That was the text I got from my sister one random afternoon about a week ago, and it made me stop and think: Did I know what made a story Southern? Was it just writing fiction with characters that talked in a particular way, or were there experiences that were so unique that a person’s location could be immediately identified? Was I qualified to write Southern stories? [Read more…] about Southerner Tells
It’s been at least 10 years since my family had a big wedding to plan. My youngest sister’s wedding in November 2008 was the last one I can remember. When my oldest niece announced her engagement in 2016 planning for a Spring 2018 wedding began almost immediately. [Read more…] about My niece’s Southern rustic wedding in South Carolina
You’ll see middlins (rice grits) on lots of menus around South Carolina’s Lowcountry, where honoring African diaspora cuisine is a priority among the food community. Rice holds a special place in South Carolina history, for sure. The story of middlins, like so many other classic southern staples, is a humble one.
This was written in 2015- so my grandma would have been 101 today!
Southern girls can learn a lot from their grandmas. Today would have been my grandma’s or as we called her, ma’am maw Kennedy’s 98 birthday if she were alive. And how I wish she were.
My family and I moved to Opelika, Alabama, at the beginning of my third grade year, which was two and half hours away from Birmingham where my ma’am maw and granddaddy lived. Right after we moved my grandparents moved to Blount County, Alabama, Highland Lake area to live full time on the lake. Up until that time and when we stilled lived in Birmingham, my ma’am maw would take my sister and me to dancing school and she would sit and wait on us until our classes were over. Dancing she felt was something we needed to learn and we loved it. After we moved, of course, taking me to dance class was not an option for her and it was something I missed.
Being so far away mean that I would only get to see her at Thanksgiving and Christmas and summer breaks. Those summer breaks spent with my grandparents on the lake were something I looked forward to every year. We waterskied and swam, and soaked in the sun. When I was old enough I began getting up early with my ma’am maw (5:30 or 6:00 am) and would sit at the dining room table with her while she smoked and drank a six ounce bottle of Coca-Cola; after awhile, the cigarettes went away and the cokes were replaced with ice water.. I would listen to her stories about growing up and she would share her wisdom about life. I learned a lot from those early morning sessions and I probably picked up some of her wisdom. After the coke and conversation, she would go into the kitchen and roll biscuits to bake and cook me, my sister and cousins scrambled eggs and sausage.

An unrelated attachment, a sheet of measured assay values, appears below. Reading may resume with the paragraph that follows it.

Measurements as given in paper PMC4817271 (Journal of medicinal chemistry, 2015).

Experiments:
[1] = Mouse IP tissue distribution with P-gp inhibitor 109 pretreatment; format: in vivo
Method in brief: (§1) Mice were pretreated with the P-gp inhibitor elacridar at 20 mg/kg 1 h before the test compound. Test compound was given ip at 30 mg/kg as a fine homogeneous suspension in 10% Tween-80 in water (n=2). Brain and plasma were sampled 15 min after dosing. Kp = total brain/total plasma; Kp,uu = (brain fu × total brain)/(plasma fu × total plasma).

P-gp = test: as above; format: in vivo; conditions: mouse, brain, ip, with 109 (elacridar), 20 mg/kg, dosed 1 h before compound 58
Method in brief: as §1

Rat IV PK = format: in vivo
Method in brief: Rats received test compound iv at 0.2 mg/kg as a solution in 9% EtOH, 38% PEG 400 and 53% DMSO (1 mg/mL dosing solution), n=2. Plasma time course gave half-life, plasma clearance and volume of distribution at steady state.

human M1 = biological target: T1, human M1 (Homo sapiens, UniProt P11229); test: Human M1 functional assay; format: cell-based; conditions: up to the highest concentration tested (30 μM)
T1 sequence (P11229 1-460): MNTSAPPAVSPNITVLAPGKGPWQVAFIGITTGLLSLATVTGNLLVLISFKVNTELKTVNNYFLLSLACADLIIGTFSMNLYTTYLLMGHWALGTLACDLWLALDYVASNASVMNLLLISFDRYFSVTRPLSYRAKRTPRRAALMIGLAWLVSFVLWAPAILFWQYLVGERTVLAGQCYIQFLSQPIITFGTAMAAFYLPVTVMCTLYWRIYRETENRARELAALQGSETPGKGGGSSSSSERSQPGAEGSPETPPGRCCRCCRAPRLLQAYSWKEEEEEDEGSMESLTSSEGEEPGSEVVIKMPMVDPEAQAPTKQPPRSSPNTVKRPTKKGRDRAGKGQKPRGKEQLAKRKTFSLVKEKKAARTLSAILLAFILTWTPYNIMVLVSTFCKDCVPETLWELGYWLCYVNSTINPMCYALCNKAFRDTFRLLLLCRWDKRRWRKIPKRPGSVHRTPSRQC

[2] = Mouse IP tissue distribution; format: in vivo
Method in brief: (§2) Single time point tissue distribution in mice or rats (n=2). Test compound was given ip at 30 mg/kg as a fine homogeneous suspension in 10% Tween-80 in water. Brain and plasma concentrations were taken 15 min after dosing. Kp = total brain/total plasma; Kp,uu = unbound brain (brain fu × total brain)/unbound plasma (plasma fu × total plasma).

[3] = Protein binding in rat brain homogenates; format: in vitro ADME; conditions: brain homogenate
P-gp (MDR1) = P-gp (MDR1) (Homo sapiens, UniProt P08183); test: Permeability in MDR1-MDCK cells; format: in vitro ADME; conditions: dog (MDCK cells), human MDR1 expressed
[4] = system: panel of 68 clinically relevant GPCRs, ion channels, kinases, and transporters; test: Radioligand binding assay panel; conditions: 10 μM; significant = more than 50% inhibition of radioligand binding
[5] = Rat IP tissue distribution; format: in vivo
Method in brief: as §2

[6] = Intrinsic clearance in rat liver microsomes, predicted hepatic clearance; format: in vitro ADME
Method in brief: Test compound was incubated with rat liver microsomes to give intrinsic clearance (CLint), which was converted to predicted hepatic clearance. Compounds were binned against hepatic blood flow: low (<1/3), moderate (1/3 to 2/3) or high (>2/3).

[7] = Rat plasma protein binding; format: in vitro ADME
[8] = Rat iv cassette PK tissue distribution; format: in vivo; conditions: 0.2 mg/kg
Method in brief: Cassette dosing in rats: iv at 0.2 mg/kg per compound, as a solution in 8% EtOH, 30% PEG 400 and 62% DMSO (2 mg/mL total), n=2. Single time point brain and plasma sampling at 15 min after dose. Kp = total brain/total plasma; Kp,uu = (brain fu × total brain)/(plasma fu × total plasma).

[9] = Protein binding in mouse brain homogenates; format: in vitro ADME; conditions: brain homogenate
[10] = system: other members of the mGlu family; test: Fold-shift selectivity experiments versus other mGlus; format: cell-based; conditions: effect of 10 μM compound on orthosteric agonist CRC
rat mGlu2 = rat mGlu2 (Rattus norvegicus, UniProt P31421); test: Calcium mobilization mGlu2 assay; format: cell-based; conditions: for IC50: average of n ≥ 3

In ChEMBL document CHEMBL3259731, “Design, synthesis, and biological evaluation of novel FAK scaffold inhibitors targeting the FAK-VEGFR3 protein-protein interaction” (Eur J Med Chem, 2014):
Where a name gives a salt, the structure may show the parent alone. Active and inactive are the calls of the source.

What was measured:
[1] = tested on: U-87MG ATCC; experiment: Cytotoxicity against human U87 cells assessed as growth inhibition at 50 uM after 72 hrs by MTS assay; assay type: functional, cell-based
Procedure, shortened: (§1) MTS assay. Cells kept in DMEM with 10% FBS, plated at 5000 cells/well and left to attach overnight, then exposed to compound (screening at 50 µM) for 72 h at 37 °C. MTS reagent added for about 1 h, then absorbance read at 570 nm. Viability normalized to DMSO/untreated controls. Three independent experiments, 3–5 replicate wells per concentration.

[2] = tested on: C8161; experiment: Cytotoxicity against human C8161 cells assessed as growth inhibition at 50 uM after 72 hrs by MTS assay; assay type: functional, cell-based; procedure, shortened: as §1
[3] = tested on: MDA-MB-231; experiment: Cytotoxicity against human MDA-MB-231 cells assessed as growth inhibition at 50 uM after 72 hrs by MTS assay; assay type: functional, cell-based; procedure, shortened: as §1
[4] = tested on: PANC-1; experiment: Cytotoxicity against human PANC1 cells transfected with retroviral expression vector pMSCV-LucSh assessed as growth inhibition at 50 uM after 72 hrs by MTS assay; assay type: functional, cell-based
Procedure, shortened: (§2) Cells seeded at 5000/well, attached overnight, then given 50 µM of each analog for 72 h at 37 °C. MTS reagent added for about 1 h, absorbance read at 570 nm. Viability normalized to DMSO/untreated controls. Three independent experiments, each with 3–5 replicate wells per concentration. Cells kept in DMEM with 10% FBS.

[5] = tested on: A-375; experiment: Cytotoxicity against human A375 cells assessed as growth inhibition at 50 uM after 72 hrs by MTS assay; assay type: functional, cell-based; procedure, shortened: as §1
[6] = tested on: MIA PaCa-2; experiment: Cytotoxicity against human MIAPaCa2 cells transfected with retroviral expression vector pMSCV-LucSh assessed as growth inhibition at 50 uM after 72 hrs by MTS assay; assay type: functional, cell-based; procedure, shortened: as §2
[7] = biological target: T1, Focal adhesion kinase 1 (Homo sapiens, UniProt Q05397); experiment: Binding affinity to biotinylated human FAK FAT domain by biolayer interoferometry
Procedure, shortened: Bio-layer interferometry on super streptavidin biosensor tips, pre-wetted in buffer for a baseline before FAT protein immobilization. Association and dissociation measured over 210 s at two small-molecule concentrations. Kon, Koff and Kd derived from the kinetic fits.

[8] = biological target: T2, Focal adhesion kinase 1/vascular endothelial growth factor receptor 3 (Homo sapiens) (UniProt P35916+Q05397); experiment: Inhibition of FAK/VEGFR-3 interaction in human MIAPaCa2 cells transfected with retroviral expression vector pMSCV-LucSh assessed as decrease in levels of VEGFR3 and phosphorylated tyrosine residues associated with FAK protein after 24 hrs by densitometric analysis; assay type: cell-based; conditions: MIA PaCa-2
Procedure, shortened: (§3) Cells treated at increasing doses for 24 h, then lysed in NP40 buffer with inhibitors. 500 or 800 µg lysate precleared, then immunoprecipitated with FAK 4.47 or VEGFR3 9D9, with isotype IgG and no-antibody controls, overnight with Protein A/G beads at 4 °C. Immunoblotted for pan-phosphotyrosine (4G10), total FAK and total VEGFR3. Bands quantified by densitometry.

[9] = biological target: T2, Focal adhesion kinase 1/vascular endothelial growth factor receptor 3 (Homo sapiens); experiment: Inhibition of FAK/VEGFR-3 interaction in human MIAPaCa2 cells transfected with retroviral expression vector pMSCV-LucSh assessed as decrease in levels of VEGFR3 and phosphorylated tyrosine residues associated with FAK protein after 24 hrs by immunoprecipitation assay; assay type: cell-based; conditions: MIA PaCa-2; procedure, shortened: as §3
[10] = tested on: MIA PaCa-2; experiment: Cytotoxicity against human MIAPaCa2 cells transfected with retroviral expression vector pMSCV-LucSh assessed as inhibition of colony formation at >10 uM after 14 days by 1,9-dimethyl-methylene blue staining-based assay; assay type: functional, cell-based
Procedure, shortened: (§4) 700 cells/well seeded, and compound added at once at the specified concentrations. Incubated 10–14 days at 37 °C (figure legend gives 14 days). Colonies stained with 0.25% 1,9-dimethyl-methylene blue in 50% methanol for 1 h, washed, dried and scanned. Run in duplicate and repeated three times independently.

Later in the morning we would swim and sunbathe until lunch after lunch, my ma’am maw would have us shell butterbeans or purple hull peas while her stories (soap operas) were on. Those beans would be for dinner after which, we all would go waterskiing. The next day this routine would start all over again and would last until Labor Day.
I loved the time I spent with her. She taught me tenacity, told stories about my dad and uncles, and would always give me advice about boys. One of her most famous lines about boys was “In my day, guys were like buses, one came by the corner every few minutes. So stop worrying about them.” And for the most part I took her advice. I miss those sessions with her and especially her advice she so lovingly gave. She died suddenly May 24, 1987, four days before my birthday. Even though time has passed, I still miss those early morning conversations and the advice she would give me.
To this day, I can vividly recall our early southern summer mornings, drinking coca-colas and talking about life.
Visitors to the South can now literally walk the sacred ground of the Civil Rights movement with new U.S. Civil Rights Trail website launched on Dr. Martin Luther King’s birthday. Tourists will have the opportunity to tour areas pertinent to the Civil Rights Movement from the schools in Topeka, Kansas that were part of the 1954 desegregation case decided in Brown vs. Board of Education to the Lincoln Memorial, where the march for equality took place in 1963.
The trail allows visitors to experience places where blacks died at the hands of opponents to desegregation and which are scattered across the Deep South. The courthouse in Sumner, Mississippi, where in 1955, two white men accused of murdering 14-year-old Emmett Till walked free. This courthouse has been restored, as has the Jackson, Mississippi home where voting-rights activist Medgar Evers was assassinated in 1963, just hours after President John Kennedy proposed major civil rights legislation. [Read more…] about Walk in footsteps of the Civil Rights Movement with new tourism website